If you read many of the blogs covering World of Warcraft Classic you’d think that making zones a pain to traverse is a good way to motivate play. From what I’ve played so far time spent running back and forth is not to be dismissed, especially if you miscalculate on the order to do activities or when to use (or not use) your hearthstone.
I’d say a similar issue exists in the modern game in each expansion or major content patch – we get new zones and cannot fly there until the latest version of the Pathfinder achievement is unlocked and completed. I’m used to playing Retail with my husband who has flying unlocked already so the difficulty of traversing Nazjatar only sank home when I took a turn at leading a family member around this zone myself.
Nazjatar is a beautiful zone replete with details and different sections to explore. It is also a royal pain to travel around on the ground. Like several recent zones there’s a lot of verticality which has two effects: firstly it makes travelling down quickly potentially hazardous (death by fall or by the mobs you land on), and it presents you with many higher-elevation areas that are not so obvious to reach.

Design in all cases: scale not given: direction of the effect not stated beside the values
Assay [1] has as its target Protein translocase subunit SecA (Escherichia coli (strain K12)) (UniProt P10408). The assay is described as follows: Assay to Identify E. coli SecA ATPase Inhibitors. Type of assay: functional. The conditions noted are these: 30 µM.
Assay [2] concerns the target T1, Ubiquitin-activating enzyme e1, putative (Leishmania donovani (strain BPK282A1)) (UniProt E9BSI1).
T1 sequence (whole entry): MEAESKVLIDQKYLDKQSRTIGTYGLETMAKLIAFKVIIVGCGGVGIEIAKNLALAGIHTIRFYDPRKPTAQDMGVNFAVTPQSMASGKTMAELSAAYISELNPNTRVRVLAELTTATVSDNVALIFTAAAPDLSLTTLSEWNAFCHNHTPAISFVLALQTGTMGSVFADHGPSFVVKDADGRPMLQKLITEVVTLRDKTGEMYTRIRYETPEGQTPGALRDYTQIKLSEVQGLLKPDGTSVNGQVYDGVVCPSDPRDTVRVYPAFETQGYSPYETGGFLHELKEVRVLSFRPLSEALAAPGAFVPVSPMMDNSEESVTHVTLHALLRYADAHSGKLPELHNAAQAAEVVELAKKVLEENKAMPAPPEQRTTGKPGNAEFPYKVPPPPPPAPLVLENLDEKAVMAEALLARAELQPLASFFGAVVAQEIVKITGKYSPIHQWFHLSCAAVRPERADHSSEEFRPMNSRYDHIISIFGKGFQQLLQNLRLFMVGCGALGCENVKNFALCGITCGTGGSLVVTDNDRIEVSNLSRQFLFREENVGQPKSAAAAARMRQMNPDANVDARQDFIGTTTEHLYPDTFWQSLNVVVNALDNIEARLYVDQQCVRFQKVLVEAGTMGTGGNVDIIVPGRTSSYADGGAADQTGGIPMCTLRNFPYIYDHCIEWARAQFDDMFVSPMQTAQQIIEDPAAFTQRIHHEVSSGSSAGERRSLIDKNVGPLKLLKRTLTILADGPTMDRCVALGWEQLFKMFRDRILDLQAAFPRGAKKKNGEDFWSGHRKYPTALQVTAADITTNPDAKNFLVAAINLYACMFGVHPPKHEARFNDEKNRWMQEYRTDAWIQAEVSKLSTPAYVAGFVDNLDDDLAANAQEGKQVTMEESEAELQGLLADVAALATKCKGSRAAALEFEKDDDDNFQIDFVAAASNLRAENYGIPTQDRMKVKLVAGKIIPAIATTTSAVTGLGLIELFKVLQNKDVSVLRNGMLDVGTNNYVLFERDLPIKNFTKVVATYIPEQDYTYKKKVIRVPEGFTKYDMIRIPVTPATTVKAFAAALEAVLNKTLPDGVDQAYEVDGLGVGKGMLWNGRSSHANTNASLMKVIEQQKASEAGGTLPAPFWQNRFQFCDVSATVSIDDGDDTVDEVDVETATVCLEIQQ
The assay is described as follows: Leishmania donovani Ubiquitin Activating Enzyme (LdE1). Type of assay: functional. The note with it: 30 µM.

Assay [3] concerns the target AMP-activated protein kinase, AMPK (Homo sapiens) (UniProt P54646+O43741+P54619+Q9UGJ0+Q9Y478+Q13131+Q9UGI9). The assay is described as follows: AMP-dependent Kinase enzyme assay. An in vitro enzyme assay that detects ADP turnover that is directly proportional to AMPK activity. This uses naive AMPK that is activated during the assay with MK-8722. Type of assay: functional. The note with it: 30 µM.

I guess Blizzard’s goal since Warlords of Draenor has been to force players to play “old school” for the first segment of an expansion or content-cycle. The grind to achieve Pathfinder once it is unlocked is content for some as well. I’ve written before about Highmountain in Legion: it’s a visually impressive zone, and one that allowed characters to make the most of the zone-specific or new for that expansion abilities for easier movement around zones. But it was still enormous and so very vertical that it was more time-consuming to quest there.
I suppose some would say that players being able to dive-bomb content is bad for the game as it could trivialise zone traversal. As I’ve been playing Everquest 2 over the summer, I generally disagree with that design philosophy. There seems good reasons in EQ2 to be on the ground even though I can fly almost everywhere on my high level characters. I even ride around on the ground between things that are close – it just feels natural to me.
I think Legion managed the fine balance between interesting and annoying landscapes better. Well maybe the Broken Isles wasn’t so great, but I really liked the starting zones of the expansion and the host of movement abilities and items that were introduced added a lot of fun. They also compensated somewhat for the lack of flying. In Battle for Azeroth there’s been less attention to detail, if I’d not had my husband’s characters with multi-person mounts (and the rideable dragon flight-form) I’d have not played anywhere near as much of this expansion.
WoW Classic has turned the clock back to endless running and mount scarcity without offering many compelling alternatives. That’s understandable since it’s a simulation of the elder game, but for me in 2019 it’s not my preferred gameplay style, give me the skies of Norrath any day.